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PostPosted: Fri Aug 05, 2011 7:48 pm 
Retro Guru
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Joined: Mon Mar 02, 2009 4:22 pm
Posts: 1482
This is my now finished Bob Jackson.

What I've tried to do is make something that looks oldy and fast, with a few comtemporary touches. I know it's going to split opinions on here because fixies aren't popular. I mainly ride fixed because my commute is long and flat and I can make some good progress with fixed gearing. I normally run 52/18 with 27" wheels, but this chainring is 48T with 700c wheels, so I thought I'd give my 15T rear cog a go...

Currently looking like this:

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Previous build pics:

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Obligatory lgfss wide angle distortion arty shot:

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I've had the frame sitting around for a while since I bought it off Old Ned, and I've been trying to work out what to do with it without spending too much. It's a waste having it sat on top of the wardrobe so I decided to use up a few parts in stock to build a bike up. I built some wheels on track hubs a while back so I thought I'd use them and took the opportunity to buy some new track cranks to match. The bars are off another bike, cut down from drops and were sitting in the box ready to go, but need the bar tape wrapping back on. Brakes are non-aero Weinmann levers and some Cannondale calipers that I might change. Saddle is just a piece of junk and is to be replaced with a Flite or something like a 90's Selle. The pedals are temporarily borrowed off my Viscount.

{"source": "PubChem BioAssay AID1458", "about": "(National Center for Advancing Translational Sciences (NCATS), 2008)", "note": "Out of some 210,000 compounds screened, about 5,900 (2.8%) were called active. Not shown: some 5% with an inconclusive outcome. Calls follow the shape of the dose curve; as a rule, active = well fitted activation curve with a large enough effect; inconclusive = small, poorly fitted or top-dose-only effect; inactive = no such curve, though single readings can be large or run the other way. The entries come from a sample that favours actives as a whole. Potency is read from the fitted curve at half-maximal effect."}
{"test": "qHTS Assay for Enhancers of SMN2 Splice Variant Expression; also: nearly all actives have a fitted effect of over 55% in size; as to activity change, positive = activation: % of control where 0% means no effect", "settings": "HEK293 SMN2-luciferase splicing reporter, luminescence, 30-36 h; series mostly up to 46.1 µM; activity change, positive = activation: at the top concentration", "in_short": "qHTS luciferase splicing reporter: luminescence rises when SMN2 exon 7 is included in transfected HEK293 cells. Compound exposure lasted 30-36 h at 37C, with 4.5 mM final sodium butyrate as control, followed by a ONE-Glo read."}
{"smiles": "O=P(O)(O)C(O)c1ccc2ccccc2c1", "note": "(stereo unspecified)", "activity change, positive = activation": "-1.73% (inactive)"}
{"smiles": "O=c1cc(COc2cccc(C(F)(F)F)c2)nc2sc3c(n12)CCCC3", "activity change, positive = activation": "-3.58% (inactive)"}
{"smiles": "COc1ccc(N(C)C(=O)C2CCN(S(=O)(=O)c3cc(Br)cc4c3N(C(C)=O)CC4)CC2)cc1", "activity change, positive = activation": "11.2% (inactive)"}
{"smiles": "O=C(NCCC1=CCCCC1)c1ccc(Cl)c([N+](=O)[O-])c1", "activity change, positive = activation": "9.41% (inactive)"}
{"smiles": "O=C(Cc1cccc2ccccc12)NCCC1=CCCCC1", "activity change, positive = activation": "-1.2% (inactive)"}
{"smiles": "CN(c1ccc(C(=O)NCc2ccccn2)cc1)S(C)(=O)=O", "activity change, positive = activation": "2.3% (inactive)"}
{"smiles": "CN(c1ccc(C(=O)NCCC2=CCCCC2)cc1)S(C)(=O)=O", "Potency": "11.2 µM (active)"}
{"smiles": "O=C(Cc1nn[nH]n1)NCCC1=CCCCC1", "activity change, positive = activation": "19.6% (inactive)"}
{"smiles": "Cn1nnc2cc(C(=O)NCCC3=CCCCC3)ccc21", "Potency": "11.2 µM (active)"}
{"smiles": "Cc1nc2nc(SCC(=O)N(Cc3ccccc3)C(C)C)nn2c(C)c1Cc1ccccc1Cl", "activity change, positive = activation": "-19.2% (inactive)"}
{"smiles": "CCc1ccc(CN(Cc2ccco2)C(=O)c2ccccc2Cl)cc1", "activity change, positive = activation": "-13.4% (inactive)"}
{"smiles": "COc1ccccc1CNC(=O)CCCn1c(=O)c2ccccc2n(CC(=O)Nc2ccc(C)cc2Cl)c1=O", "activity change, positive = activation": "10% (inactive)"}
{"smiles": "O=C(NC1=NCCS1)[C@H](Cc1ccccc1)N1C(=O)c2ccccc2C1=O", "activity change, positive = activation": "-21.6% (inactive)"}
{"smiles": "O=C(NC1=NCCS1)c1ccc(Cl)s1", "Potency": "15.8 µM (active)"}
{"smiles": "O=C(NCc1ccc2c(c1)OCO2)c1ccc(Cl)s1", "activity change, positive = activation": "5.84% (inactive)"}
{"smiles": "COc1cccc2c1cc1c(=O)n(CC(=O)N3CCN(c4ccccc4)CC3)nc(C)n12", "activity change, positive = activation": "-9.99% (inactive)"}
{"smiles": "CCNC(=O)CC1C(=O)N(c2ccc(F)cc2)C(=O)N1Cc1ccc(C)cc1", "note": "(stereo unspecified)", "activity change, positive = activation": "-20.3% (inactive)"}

Spec as follows:

Frame: late 70's Bob Jackson TT frame in special Columbus steel

Fork: plate type, matching the frame

Headset: Tange Falcon
Stem: 90's Raleigh
Handlebar: cut down and flipped Raleigh drops
Bar Tape: Italian make, perforated, can't remember

Brake Levers/Brifters: bare Weinmann, non-aero
Brake Calipers: late Cannondale (now early 90's Shimano Exage)
Brake Pads: unknown
Brake Cables: Wilkinson specials

Shifters: n/a
Front Derailleur: n/a
Rear Derailleur: n/a
Derailleur Cables: n/a
Cassette: n/a
Chain: YBN 1/8 track chain
Cranks: Andel RSC7-7172
Chainrings: 48T front, 15T rear
Bottom Bracket: Tange LN 3922
Pedals: MKS Sylvan

Rims: Velo Orange Paris-Brest
Hubs: Akor track
Hub Skewers: n/a
Nipples: hehehe
Spokes: stainless db
Tyres: Michelin Pro 3
Tubes: Raleigh

Saddle: black nylon
Seatpost: Campag aero
Seatpost Binder: ?

Bottle Cage: n/a
Extras: n/a

Weight: 7740g without the pedals or saddle


Last edited by Jonny69 on Mon Sep 26, 2011 6:58 pm, edited 3 times in total.

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PostPosted: Sat Aug 06, 2011 12:44 pm 
Retro Guru
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Joined: Mon Jan 24, 2011 4:05 pm
Posts: 279
Location: Kent / SE London
Loving the bike, the black stem and cow horns kinda suits it.

I don't get the fixie haters, a bike's a bike! Maybe call it "1950's time trial trim" and there'd be a bit more love for them?! :D


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PostPosted: Sat Aug 06, 2011 12:56 pm 
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Joined: Mon Mar 02, 2009 4:22 pm
Posts: 1482
Hahaha!

I took it for its first ride this morning, just up to the supermarket and back. It rides very nicely, nice aggressive riding position but very comfortable. It's a small frame but the bottom bracket is very low, so it's not small to ride - just got to watch out for those kerbs! The gearing is spot on and can really get a move on. The headset has also settled in, so that needs nipping up, plus I've not ridden without brakes before... need to get them plumbed in asap :D